BLOGBUSTERS: Youve Read The Book, Now See The Film

What SF books would our blogging team like to see make the leap to the big screen?

The process of adapting something to another medium is roughly as easy as cat herding, simply because there’s no way to win. If you follow the original material slavishly, you risk not using the medium to its full potential, whilst if you change even the tiniest little thing, you risk the ire of the established fans. From Doctor Who to Tinker, Tailor, Soldier, Spy , and from X-Men to The Da Vinci Code , every adaptation team has faced this impossible question. The answer is simple: they should have us to help them. So, onwards, to the Blogbusters answer this week’s question, which is:

Hollywood asks you which book you would make into a movie. What is it? And who would you cast?

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ill Salmon: The Tripods trilogy, by John Christopher. Those books encapsulate my childhood and I love them completely. People remember the series for the limp BBC adaptation of the first two books, but the actual trilogy is a lot richer, grander and darker. Seriously, it gets nasty .

Casting is tough though. It’s a series primarily about the journey to adulthood, and I’m not hugely familiar with any young actors around at the moment. It’s also very boysy, with only one or two prominent female characters. That didn’t hurt Lord Of The Rings , though, I suppose. And maybe I’d cast Christopher Eccleston as Ozymandias, the boys’ hobo mentor. He has the right balance of brilliance and madness. But then I’d cast him in everything, if I could.

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Main cast:
Liam Neeson
– Bill Mason, the Triffid farm worker, blinded at the beginning
Uma Thurman – Jo Playton, a more independent Jo from previous versions
Ron Perlman – Jack Coker, organiser of the blind chain-gangs
Ian Holm – Beadley, countryside colony leader
Carey Mulligan – Susan, younger blind girl
Eminem – Torrence, scavenger leader, who turns up as a soldier near the end

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(To be honest, I’d love to see a big screen version of Michael Marshall Smith’s Only Forward as well, but everybody would probably go, “Oh, it’s an Inception rip-off!” and I get pissed off having to go, “It was written waaaaaayyyyy before Inception . And it’s cleverer. And it’s got more cats.”)

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Alasdair Stuart: The Lost Fleet series by Jack Campbell. The story opens decades into a brutal war between the Alliance and the Syndics, two human power groups who have spread across multiple worlds. As the series opens, the Alliance fleet has been trapped in the Syndic home system and is all set to be blown apart. The one thing that saves them is Black Jack Geary.

A century ago, Captain Jack Geary was presumed dead following one of the first engagements of the war. Instead, he was trapped in a suspended animation capsule and only just rescued before he died. To Geary’s horror, he finds the Alliance have built him into a legendary figure who valued courage over skill and tactics and routinely commit war crimes because that’s what they think “Black Jack” would do. Trapped far from home, in command of a Fleet that either resents or deifies him, Jack Geary must balance keeping his people alive and running for home with somehow winning the war and protecting himself from the factions within his own Fleet.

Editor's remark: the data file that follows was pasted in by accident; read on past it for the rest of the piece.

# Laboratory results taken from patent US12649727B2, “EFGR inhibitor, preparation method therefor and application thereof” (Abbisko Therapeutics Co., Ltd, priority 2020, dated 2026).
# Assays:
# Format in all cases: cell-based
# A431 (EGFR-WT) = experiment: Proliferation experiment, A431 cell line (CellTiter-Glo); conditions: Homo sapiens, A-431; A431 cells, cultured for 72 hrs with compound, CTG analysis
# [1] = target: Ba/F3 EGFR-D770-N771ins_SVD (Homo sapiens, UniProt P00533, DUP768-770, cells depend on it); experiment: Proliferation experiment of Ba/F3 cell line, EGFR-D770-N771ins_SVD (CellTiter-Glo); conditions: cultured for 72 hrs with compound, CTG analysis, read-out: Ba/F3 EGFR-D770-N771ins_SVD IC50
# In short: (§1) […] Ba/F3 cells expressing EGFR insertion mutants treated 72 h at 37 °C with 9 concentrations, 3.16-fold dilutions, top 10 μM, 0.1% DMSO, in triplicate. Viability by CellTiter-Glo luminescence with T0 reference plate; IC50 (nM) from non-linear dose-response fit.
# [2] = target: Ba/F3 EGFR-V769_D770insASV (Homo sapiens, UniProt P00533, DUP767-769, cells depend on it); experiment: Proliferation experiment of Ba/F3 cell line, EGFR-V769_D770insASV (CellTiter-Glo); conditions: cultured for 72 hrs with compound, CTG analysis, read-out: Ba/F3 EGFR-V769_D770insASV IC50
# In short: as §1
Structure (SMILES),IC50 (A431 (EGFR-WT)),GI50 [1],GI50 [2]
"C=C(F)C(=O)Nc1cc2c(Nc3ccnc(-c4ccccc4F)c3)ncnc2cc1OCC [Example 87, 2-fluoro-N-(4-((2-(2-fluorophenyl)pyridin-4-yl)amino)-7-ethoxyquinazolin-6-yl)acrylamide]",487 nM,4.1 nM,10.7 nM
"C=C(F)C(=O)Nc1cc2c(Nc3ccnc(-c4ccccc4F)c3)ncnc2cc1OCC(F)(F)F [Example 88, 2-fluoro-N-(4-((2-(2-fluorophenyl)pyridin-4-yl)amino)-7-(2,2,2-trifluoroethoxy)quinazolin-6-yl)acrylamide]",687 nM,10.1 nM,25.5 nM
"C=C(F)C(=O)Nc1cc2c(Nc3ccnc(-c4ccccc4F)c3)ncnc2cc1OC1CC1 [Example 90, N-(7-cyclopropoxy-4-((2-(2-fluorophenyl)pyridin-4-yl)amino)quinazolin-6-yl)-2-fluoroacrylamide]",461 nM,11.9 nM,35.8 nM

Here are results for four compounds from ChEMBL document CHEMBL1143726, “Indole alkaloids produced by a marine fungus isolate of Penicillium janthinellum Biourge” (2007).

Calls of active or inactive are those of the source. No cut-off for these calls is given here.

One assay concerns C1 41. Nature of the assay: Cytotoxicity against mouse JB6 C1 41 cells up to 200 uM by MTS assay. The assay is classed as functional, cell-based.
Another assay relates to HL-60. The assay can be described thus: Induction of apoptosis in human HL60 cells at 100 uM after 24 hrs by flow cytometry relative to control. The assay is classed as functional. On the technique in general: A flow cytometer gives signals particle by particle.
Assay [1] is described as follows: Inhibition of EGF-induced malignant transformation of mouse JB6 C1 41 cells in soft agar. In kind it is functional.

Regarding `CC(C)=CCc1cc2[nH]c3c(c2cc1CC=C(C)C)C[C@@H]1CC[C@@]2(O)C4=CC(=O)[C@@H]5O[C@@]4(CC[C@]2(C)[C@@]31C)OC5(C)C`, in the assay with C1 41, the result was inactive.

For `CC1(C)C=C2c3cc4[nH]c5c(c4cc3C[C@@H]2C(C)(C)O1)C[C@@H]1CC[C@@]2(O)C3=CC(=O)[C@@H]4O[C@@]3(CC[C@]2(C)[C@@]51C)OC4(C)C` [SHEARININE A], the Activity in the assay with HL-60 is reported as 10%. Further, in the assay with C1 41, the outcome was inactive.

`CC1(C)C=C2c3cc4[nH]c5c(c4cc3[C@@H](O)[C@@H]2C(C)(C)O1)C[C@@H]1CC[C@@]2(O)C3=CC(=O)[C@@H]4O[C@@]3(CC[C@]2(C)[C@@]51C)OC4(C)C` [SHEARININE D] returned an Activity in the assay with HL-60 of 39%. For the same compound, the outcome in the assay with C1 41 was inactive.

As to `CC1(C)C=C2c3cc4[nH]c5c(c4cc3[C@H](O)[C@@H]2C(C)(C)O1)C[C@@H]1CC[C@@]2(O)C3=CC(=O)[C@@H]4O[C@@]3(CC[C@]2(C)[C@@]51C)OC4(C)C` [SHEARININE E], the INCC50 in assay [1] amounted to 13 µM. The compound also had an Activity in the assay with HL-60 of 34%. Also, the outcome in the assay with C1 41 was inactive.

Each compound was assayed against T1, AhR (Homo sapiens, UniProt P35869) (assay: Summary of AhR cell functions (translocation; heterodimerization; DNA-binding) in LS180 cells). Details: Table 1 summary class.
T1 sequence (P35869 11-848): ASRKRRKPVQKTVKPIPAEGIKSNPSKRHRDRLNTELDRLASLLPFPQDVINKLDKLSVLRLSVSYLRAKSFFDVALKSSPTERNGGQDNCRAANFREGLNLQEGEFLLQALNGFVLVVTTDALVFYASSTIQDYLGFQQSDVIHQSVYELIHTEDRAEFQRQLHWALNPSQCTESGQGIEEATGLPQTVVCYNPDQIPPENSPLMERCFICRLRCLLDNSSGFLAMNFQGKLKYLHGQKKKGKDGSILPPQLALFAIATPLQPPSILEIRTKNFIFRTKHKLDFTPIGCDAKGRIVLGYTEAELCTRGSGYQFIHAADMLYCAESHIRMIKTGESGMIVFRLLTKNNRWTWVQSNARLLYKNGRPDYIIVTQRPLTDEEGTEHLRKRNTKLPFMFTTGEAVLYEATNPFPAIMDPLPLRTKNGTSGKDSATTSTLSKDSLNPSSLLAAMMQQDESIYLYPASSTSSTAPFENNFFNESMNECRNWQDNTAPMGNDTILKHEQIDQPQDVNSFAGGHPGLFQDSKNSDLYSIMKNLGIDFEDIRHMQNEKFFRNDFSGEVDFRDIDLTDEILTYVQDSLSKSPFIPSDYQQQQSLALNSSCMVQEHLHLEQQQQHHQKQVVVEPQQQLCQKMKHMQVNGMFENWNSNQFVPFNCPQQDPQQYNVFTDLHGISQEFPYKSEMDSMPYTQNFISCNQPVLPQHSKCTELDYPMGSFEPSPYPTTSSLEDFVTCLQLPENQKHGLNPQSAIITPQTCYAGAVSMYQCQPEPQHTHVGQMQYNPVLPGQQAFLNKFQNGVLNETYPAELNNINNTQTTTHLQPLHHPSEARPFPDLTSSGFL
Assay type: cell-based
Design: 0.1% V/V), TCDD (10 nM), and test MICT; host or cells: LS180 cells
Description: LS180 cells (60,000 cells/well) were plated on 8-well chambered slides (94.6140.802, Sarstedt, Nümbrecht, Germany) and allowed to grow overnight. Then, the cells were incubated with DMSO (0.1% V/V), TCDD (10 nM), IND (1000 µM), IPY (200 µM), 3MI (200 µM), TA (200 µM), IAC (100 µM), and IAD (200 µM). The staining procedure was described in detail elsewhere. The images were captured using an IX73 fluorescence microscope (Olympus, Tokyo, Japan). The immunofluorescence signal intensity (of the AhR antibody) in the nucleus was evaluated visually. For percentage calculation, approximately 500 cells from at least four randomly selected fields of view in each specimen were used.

If you’re a Battlestar Galactica fan and you’re not drooling by now, check your pulse. It’s a tremendous series of books, and does a great job of balancing some very smart FTL battle tactics with the politics of running the Fleet and the desperate search for home. Even better, as the books go on, Campbell begins to unpack something fascinating which puts the war in a very different light...

Casting for this is surprisingly difficult, though. Black Jack Geary is a perfect role for someone like Russell Crowe but I like the idea of casting slightly against type. Someone like Hugh Bonneville would be great as would Gerard Butler, who could definitely bring the combination of steel and humanity the role needs to the screen.

Victoria Rione, the President of two smaller factions who acts as Geary’s conscience is slightly easier. Rachel Weisz has the necessary authority for the role and Sigourney Weaver would be even better. Finally, Captain Tanya Desjani, Geary’s second in command is a perfect fit for someone like Noomi Rapace. Alternately, and this would work better, you age her and put CCH Pounder in the role. That would work even better if you had Geary as younger than he should be, and the dynamic would be fascinating. Throw in Tony Shalhoub as Captain Duellos and you’ve got the core of a science fiction movie that combines heroism, tremendous amounts of explosions and great characters. Time to clear the mantelpiece for the Oscars.
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So there you go, the next big movie franchises and how they can be done right. We will talk, and Hollywood will listen, but to pass the time between now and Oscar night, we'll be answering this question:

Which actor or actress are you always happy to see and why?

See you next week